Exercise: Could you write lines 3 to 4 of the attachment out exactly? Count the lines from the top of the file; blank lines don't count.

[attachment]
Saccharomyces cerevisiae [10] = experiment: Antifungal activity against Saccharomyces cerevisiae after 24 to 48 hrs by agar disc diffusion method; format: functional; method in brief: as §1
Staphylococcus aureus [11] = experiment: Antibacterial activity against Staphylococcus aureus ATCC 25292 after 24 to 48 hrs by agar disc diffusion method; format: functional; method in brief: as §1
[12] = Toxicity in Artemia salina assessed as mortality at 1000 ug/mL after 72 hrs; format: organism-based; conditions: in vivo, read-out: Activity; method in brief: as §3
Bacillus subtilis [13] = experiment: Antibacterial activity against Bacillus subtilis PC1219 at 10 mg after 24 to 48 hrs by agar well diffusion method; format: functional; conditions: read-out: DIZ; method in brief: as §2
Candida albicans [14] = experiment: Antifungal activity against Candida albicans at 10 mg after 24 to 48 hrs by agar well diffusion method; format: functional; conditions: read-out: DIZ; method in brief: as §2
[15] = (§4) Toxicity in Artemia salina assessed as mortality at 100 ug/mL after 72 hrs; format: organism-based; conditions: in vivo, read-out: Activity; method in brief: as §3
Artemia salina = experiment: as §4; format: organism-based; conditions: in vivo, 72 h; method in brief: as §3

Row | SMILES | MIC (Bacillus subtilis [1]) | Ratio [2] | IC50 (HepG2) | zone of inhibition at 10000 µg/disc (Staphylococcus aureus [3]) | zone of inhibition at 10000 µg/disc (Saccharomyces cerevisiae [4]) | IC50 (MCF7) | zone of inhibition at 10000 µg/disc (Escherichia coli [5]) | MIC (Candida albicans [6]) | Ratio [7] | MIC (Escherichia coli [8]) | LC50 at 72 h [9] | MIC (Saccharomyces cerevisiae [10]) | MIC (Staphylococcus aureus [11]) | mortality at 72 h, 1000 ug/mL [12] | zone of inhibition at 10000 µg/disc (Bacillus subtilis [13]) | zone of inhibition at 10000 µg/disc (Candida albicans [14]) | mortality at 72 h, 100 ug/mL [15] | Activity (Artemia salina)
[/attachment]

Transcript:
[12] = Toxicity in Artemia salina assessed as mortality at 1000 ug/mL after 72 hrs; format: organism-based; conditions: in vivo, read-out: Activity; method in brief: as §3
Bacillus subtilis [13] = experiment: Antibacterial activity against Bacillus subtilis PC1219 at 10 mg after 24 to 48 hrs by agar well diffusion method; format: functional; conditions: read-out: DIZ; method in brief: as §2